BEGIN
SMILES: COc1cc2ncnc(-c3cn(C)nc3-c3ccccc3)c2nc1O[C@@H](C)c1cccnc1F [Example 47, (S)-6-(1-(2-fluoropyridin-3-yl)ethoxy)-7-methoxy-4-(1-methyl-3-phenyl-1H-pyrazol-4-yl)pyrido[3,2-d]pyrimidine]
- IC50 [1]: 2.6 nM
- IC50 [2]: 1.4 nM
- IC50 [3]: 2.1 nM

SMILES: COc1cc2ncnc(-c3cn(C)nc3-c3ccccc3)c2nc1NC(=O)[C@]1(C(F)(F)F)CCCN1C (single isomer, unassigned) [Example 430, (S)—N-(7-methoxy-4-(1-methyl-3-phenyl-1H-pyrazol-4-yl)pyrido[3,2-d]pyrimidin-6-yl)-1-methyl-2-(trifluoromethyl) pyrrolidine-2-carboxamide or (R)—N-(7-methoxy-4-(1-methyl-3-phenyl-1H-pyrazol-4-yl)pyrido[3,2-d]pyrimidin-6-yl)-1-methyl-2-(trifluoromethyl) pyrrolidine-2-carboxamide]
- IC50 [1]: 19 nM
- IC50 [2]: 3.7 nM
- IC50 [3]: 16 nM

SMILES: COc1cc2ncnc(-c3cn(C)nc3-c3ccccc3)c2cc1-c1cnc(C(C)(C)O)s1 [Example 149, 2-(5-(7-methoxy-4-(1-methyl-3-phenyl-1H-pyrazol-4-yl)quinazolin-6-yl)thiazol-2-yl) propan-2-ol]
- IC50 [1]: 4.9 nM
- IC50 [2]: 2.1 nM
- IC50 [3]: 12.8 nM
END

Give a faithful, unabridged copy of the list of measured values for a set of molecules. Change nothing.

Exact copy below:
SMILES: COc1cc2ncnc(-c3cn(C)nc3-c3ccccc3)c2nc1O[C@@H](C)c1cccnc1F [Example 47, (S)-6-(1-(2-fluoropyridin-3-yl)ethoxy)-7-methoxy-4-(1-methyl-3-phenyl-1H-pyrazol-4-yl)pyrido[3,2-d]pyrimidine]
- IC50 [1]: 2.6 nM
- IC50 [2]: 1.4 nM
- IC50 [3]: 2.1 nM

SMILES: COc1cc2ncnc(-c3cn(C)nc3-c3ccccc3)c2nc1NC(=O)[C@]1(C(F)(F)F)CCCN1C (single isomer, unassigned) [Example 430, (S)—N-(7-methoxy-4-(1-methyl-3-phenyl-1H-pyrazol-4-yl)pyrido[3,2-d]pyrimidin-6-yl)-1-methyl-2-(trifluoromethyl) pyrrolidine-2-carboxamide or (R)—N-(7-methoxy-4-(1-methyl-3-phenyl-1H-pyrazol-4-yl)pyrido[3,2-d]pyrimidin-6-yl)-1-methyl-2-(trifluoromethyl) pyrrolidine-2-carboxamide]
- IC50 [1]: 19 nM
- IC50 [2]: 3.7 nM
- IC50 [3]: 16 nM

SMILES: COc1cc2ncnc(-c3cn(C)nc3-c3ccccc3)c2cc1-c1cnc(C(C)(C)O)s1 [Example 149, 2-(5-(7-methoxy-4-(1-methyl-3-phenyl-1H-pyrazol-4-yl)quinazolin-6-yl)thiazol-2-yl) propan-2-ol]
- IC50 [1]: 4.9 nM
- IC50 [2]: 2.1 nM
- IC50 [3]: 12.8 nM